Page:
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Hague urges release of Libyan PM
Britain has called for the immediate release of the Libyan prime minister after he was seized by armed men.
Ali Zeidan was taken before dawn from the hotel in the capital Tripoli where he resides.
Foreign Secretary William Hague said: "I condemn the abduction of the Libyan prime minister in Tripoli this morning and call for his immediate release.
"Our ambassador is in touch with other members of the interim government. It is vital that the process of political transition in Libya is maintained. The government and people of Libya have our full support at this concerning time."
Reports suggested the abduction was in retaliation for a US special forces' raid over the weekend in which a Libyan al-Qaida suspect was seized from the streets of Tripoli.
There was confusion over what happened to Mr Zeidan, reflecting the chaotic conditions in the country since the overthrow of former dictator Colonel Muammar Gaddafi in 2011.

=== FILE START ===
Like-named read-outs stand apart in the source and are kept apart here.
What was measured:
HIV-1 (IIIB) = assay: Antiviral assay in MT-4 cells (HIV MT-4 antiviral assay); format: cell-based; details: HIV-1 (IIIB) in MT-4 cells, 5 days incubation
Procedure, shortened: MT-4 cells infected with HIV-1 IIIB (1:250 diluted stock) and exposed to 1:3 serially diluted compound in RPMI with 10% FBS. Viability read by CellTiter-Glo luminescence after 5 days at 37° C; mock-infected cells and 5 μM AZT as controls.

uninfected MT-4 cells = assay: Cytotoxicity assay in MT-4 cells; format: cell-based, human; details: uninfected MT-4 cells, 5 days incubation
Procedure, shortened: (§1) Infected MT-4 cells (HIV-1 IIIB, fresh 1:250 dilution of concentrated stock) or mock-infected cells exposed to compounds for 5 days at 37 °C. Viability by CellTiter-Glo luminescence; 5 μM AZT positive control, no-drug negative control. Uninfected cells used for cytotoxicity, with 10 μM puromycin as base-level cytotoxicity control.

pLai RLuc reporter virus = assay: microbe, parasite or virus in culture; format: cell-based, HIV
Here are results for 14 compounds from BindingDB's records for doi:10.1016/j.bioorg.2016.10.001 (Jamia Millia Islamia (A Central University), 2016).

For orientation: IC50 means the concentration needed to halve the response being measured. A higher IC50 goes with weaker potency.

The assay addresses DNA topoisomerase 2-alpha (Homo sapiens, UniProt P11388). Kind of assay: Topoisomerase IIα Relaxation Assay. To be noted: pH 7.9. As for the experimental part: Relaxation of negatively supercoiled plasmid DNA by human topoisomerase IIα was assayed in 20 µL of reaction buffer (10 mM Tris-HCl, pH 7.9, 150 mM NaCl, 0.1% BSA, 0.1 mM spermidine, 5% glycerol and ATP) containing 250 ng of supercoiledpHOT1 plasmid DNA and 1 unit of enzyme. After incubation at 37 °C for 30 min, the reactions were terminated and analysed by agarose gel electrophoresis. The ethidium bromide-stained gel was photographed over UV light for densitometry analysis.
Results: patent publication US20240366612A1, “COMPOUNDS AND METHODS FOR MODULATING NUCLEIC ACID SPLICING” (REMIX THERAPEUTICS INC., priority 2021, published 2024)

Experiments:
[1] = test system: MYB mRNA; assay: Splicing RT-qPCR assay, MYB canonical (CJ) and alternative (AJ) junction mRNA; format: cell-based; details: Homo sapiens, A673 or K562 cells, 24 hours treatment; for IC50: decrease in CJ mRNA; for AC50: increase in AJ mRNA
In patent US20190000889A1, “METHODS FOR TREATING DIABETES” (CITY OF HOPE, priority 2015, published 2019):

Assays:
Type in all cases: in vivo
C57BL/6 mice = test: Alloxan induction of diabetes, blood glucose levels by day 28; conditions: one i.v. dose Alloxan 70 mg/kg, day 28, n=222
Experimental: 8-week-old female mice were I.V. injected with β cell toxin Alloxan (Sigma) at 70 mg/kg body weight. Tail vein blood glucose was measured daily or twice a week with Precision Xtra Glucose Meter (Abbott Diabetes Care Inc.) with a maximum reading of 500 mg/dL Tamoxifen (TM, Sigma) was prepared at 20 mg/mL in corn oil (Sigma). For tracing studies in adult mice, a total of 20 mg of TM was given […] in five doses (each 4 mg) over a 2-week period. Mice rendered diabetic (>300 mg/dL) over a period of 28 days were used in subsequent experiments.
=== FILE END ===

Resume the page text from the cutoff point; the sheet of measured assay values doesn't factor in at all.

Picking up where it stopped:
A statement on the Libyan government's official website said the prime minister was taken at dawn to an "unknown location for unknown reasons" by a group believed to be "revolutionaries" from a security agency known as the Anti-Crime Committee.
An official with the Anti-Crime Committee, told the Associated Press news agency that Mr Zeidan had been "arrested" on accusations of harming state security and corruption, but the public prosecutor's office said it had issued no warrant for his arrest.
A Government official said the gunmen broke into the luxury hotel where Mr Zeidan lives and abducted him and two of his guards.
Following the abduction, the Libyan cabinet met in emergency session, chaired by Mr Zeidan's deputy, Abdel-Salam al-Qadi.
Britain, together with France, was at the forefront of the international coalition which backed the rebels who ousted Gaddafi, launching airstrikes against regime forces.